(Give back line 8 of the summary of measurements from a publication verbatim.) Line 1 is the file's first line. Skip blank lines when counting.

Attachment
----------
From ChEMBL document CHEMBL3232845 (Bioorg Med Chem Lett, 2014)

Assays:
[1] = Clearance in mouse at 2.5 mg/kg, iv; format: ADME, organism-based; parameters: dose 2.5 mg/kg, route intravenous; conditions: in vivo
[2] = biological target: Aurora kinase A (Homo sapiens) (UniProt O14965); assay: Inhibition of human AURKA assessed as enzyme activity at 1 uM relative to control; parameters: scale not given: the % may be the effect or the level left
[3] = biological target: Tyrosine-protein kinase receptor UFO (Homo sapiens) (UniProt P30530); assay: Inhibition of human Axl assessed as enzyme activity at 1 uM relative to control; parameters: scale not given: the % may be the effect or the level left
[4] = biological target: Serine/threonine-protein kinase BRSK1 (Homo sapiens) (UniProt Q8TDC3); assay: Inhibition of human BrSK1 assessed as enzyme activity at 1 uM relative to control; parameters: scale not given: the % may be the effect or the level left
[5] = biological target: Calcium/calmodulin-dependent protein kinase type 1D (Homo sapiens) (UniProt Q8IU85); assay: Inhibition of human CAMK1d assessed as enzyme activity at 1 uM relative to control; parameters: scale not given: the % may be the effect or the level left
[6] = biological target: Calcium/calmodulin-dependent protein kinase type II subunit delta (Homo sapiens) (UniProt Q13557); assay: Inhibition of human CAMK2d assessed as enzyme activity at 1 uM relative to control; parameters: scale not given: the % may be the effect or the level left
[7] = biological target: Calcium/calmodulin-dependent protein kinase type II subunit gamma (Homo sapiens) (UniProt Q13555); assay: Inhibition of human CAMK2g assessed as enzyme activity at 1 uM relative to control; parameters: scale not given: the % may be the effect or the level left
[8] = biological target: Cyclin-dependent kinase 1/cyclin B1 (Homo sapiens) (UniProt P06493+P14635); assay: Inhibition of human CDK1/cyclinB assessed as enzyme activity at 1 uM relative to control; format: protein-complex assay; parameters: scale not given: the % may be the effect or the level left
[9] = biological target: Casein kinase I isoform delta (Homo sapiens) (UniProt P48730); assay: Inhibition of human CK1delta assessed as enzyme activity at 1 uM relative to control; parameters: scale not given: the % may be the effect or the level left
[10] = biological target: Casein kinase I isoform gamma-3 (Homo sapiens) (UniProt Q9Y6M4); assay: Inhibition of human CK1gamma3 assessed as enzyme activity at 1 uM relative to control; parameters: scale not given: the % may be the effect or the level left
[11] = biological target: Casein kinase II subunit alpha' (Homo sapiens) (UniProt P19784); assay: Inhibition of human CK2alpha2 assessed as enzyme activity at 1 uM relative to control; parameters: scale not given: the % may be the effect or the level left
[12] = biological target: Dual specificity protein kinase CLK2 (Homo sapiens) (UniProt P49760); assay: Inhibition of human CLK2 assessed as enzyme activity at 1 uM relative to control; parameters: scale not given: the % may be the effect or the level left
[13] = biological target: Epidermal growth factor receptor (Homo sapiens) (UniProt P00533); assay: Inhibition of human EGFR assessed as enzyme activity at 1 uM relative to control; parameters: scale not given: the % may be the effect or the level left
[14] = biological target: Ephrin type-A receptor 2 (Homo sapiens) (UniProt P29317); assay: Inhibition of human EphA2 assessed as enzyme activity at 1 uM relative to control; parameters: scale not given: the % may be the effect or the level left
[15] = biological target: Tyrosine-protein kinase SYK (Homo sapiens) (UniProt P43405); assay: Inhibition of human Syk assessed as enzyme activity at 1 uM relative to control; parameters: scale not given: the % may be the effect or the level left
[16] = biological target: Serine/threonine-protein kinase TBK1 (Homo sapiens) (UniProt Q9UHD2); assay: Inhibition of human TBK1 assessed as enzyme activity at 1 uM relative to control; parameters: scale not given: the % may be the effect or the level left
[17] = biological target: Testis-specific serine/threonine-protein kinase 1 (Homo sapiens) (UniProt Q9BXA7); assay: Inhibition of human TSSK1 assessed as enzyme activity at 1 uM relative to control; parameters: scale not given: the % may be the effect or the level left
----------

[6] = biological target: Calcium/calmodulin-dependent protein kinase type II subunit delta (Homo sapiens) (UniProt Q13557); assay: Inhibition of human CAMK2d assessed as enzyme activity at 1 uM relative to control; parameters: scale not given: the % may be the effect or the level left